Your responsibilities are:

  • Keeping it tidy and free of rubbish
  • Maintaining hedges and lawns regularly
  • Having responsibility for all plants within your property boundary – this includes trees, regardless of their size
  • Storing bins tidily and not allow them to become unsightly
  • Disposing of all garden waste responsibly
  • Not removing boundary hedges
  • If you want to reduce or cut down a tree in your garden, contacting your local council to check whether the tree is subject to a Tree Preservation Order, in which case you will need the Council’s consent to do so
  • Keeping it free of animal excrement

If you are no longer able to look after your garden, please ask relatives or friends to help. If this is not possible, please speak to us before the garden gets overgrown as we may be able to provide details of agencies that can help you.

Do not store furniture or other such items in your garden. If you need to dispose of large items, such as furniture, contact your local council – most offer a collection service, which they may charge for. In extreme cases unkept gardens could be considered as antisocial behaviour and a breach of tenancy.

Letchworth Garden City residents - please be aware that the Letchworth Garden City Heritage Foundation needs to grant permission for any changes to gardens, particularly front gardens. Some companies will try and presuade you that you don't need this permission; you do! (Most homes are restricted to no more than 50% hardstanding in their front gardens.)


Any trees that are in the garden of your property are your responsibility and they should be maintained  to prevent them getting out of control.  If you wish to remove any trees you must request permission first. If you live in Letchworth we may need to approach Letchworth Garden City Heritage Foundation/North Herts District Council on your behalf to ensure that they are happy for this to be done as some trees are subject to a Tree Preservation Order. 

Shared access through gardens

Some of our properties have an access path to the rear garden which runs through the neighbour’s garden. These paths were designed to allow access to the rear garden for bulky items such as rubbish bins, bicycles and taking garden materials. These paths may not suit all of our residents, however they are rights of way and rely on the courtesy and co-operation of both parties.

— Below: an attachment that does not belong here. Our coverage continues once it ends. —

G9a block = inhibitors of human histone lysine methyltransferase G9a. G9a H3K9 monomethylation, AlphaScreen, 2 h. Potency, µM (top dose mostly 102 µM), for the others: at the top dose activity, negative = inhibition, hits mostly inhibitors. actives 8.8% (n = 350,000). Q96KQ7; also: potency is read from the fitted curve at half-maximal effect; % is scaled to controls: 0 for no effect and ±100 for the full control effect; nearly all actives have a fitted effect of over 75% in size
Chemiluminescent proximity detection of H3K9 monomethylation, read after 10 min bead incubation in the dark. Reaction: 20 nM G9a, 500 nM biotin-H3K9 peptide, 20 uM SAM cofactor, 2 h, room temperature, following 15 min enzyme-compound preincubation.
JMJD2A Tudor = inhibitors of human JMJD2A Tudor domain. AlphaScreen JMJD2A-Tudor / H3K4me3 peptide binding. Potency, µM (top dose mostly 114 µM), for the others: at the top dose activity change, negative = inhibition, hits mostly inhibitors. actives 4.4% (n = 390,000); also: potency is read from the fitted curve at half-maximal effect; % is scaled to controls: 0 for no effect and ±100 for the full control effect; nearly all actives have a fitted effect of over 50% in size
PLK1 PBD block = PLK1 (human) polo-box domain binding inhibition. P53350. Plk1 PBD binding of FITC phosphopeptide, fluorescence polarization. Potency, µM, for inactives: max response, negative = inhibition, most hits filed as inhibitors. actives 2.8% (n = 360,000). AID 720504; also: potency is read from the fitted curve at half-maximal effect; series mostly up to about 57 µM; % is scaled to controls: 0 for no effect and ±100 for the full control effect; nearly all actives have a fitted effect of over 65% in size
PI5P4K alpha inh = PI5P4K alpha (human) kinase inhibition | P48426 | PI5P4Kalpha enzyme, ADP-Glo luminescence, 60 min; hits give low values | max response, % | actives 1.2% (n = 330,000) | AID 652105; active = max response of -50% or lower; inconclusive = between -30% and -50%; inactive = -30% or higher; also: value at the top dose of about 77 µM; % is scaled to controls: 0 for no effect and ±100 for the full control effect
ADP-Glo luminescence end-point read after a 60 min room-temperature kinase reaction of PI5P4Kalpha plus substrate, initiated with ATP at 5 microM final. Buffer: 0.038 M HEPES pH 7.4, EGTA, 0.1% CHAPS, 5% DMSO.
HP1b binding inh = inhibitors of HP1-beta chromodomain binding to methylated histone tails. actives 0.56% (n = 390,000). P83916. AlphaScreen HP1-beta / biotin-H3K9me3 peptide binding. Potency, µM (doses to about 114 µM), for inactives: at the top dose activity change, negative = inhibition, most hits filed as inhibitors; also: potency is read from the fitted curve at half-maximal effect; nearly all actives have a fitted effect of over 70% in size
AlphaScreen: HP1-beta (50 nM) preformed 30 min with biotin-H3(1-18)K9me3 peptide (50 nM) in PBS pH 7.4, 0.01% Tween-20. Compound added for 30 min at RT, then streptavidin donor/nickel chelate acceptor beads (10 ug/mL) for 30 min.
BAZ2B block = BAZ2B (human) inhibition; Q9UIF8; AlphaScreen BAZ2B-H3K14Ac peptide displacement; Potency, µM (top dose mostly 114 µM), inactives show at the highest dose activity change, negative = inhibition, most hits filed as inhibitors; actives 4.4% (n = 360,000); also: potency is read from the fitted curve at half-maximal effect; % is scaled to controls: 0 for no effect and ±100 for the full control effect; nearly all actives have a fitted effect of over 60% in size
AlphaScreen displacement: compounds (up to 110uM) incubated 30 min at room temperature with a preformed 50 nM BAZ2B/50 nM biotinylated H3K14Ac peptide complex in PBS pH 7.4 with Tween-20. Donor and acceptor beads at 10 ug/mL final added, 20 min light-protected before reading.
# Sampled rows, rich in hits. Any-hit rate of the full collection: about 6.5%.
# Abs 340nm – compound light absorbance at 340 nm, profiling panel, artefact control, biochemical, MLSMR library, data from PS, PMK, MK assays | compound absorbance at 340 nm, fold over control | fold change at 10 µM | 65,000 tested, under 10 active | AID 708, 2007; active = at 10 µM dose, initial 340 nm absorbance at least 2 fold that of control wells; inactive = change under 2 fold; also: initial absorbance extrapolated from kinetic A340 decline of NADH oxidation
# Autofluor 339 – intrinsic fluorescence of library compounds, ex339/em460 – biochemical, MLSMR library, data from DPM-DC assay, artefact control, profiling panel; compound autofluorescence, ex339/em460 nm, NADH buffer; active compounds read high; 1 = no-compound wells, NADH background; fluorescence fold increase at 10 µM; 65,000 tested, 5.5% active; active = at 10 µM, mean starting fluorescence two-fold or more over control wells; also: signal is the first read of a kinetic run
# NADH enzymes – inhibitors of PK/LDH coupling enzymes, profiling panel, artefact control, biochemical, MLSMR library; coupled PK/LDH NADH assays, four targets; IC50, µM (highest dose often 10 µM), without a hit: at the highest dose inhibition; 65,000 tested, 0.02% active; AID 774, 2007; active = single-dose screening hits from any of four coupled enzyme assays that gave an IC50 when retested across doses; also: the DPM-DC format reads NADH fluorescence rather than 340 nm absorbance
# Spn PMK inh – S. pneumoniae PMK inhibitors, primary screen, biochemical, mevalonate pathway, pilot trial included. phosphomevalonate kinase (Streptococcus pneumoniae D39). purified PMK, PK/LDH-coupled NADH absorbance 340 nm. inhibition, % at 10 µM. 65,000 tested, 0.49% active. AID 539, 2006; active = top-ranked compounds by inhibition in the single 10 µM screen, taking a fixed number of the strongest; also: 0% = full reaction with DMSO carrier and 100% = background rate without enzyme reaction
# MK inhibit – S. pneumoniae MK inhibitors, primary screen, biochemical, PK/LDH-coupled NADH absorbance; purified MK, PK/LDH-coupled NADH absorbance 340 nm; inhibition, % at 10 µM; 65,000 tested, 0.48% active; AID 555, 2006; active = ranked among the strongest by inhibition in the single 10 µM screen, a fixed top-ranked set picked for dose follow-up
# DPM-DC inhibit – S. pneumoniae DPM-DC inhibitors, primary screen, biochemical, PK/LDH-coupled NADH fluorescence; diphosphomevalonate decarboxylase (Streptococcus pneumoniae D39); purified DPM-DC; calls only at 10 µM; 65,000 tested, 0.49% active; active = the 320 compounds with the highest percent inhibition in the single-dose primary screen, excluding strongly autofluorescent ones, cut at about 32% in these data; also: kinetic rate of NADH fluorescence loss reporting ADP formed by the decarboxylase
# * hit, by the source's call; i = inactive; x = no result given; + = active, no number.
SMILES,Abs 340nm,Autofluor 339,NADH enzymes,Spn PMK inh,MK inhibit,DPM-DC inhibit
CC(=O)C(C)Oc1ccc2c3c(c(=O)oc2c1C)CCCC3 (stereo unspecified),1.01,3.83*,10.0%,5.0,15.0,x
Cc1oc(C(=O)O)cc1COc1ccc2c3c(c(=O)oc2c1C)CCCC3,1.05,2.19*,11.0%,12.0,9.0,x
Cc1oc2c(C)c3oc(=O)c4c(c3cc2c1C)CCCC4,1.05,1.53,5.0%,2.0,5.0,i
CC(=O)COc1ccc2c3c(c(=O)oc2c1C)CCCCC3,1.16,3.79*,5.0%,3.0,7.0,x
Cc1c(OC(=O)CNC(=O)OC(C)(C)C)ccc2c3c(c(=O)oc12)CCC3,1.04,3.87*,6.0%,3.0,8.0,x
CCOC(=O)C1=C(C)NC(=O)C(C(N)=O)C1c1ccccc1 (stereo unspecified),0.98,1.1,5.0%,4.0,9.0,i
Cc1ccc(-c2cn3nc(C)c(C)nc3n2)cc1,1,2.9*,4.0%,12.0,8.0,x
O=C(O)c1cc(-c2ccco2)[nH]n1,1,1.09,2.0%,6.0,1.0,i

If your rear garden access runs through your neighbour’s garden then consideration and understanding should be given to your neighbour and the path used only as is necessary. When using the path you should do so as quickly as possible without stopping, always keeping to the path and closing gates. You should not use the path in a manner that could cause nuisance to your neighbour.

If your garden has a shared access path running through it, you cannot refuse or restrict the use of the path by your neighbour.

If you have a dog you should take precautions to ensure that the dog does not cause nuisance to your neighbour using the path. It is also your responsibility to ensure your children’s safety. If either party wishes to put a lock on a gate to the path then this should be done so only with the agreement of the other. Where dispute arises regarding use of the path, neighbours should resolve this amicably. We will only get involved where necessary. The path should not be used as the main access to the property. Any such use would be considered inconsiderate.

Communal gardens

If you live in a property with communal grounds, for example a central grassed area, we will maintain this for you and the cost will be charged to you as a service charge.